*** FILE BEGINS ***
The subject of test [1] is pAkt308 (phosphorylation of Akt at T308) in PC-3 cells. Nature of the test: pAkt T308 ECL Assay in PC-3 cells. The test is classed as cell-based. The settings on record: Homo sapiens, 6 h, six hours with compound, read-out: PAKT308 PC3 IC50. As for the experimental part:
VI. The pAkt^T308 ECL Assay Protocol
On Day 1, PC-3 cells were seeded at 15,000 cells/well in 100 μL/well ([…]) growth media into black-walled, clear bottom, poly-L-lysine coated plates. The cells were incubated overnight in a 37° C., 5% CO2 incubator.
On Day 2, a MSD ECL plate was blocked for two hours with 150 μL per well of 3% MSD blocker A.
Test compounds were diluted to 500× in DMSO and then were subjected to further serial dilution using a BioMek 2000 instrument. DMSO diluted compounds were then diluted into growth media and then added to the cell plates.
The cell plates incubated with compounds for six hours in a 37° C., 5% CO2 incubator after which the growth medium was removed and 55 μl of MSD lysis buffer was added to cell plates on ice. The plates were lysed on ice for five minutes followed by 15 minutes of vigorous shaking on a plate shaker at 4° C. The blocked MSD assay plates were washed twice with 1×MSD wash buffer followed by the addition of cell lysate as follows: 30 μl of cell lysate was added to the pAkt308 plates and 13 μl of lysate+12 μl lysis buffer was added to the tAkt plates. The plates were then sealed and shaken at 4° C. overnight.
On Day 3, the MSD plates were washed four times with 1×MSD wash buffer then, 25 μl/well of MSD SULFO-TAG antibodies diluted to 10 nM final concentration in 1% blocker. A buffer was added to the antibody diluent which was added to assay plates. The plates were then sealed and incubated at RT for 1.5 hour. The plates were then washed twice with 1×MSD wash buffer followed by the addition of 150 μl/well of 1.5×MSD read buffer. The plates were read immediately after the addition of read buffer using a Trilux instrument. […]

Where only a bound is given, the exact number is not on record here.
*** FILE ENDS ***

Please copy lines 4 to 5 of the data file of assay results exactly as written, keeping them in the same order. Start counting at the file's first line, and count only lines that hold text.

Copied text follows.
On Day 2, a MSD ECL plate was blocked for two hours with 150 μL per well of 3% MSD blocker A.
Test compounds were diluted to 500× in DMSO and then were subjected to further serial dilution using a BioMek 2000 instrument. DMSO diluted compounds were then diluted into growth media and then added to the cell plates.